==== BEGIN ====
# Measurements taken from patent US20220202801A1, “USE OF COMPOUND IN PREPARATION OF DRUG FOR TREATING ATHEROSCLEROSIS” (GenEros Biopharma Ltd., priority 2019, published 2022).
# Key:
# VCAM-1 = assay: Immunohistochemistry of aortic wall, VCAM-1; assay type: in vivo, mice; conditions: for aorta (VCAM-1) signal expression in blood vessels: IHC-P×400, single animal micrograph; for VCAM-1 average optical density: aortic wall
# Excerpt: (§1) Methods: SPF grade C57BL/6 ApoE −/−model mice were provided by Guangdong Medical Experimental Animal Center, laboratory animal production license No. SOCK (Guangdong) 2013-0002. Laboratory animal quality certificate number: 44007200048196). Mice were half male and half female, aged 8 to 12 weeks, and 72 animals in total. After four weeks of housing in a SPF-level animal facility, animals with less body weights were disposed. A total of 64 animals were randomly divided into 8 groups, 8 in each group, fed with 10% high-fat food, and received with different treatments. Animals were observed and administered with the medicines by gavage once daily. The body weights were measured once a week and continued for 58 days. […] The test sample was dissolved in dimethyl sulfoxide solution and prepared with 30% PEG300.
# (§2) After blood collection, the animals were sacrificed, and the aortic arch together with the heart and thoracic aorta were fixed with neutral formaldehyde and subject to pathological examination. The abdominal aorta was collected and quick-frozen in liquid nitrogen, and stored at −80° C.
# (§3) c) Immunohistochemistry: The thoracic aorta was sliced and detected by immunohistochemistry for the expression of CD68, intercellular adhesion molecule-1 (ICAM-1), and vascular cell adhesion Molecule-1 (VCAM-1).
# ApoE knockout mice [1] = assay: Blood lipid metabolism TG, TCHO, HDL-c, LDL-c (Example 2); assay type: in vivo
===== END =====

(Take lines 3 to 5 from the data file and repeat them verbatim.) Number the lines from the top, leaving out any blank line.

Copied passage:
# VCAM-1 = assay: Immunohistochemistry of aortic wall, VCAM-1; assay type: in vivo, mice; conditions: for aorta (VCAM-1) signal expression in blood vessels: IHC-P×400, single animal micrograph; for VCAM-1 average optical density: aortic wall
# Excerpt: (§1) Methods: SPF grade C57BL/6 ApoE −/−model mice were provided by Guangdong Medical Experimental Animal Center, laboratory animal production license No. SOCK (Guangdong) 2013-0002. Laboratory animal quality certificate number: 44007200048196). Mice were half male and half female, aged 8 to 12 weeks, and 72 animals in total. After four weeks of housing in a SPF-level animal facility, animals with less body weights were disposed. A total of 64 animals were randomly divided into 8 groups, 8 in each group, fed with 10% high-fat food, and received with different treatments. Animals were observed and administered with the medicines by gavage once daily. The body weights were measured once a week and continued for 58 days. […] The test sample was dissolved in dimethyl sulfoxide solution and prepared with 30% PEG300.
# (§2) After blood collection, the animals were sacrificed, and the aortic arch together with the heart and thoracic aorta were fixed with neutral formaldehyde and subject to pathological examination. The abdominal aorta was collected and quick-frozen in liquid nitrogen, and stored at −80° C.